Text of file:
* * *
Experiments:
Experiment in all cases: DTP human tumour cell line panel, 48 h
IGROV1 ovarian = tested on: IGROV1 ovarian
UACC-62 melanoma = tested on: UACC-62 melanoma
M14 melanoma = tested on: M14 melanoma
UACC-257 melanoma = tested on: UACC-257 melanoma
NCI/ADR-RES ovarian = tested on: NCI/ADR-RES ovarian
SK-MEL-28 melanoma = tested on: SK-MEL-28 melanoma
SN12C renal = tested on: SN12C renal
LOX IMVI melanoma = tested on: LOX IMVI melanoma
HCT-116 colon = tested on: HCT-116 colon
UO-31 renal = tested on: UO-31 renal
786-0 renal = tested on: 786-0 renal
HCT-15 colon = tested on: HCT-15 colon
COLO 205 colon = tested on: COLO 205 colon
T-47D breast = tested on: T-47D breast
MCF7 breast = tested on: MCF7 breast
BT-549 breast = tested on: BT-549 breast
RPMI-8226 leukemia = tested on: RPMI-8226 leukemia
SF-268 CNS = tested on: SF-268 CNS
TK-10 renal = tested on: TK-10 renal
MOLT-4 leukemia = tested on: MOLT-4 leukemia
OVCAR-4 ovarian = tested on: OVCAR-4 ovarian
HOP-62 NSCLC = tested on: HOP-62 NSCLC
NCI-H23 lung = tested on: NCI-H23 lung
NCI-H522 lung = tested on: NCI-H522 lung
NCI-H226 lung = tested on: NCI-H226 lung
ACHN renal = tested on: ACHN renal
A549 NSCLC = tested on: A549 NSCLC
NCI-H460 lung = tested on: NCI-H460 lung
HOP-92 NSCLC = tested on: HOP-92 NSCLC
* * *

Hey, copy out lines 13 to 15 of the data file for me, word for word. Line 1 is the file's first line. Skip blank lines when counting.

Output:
786-0 renal = tested on: 786-0 renal
HCT-15 colon = tested on: HCT-15 colon
COLO 205 colon = tested on: COLO 205 colon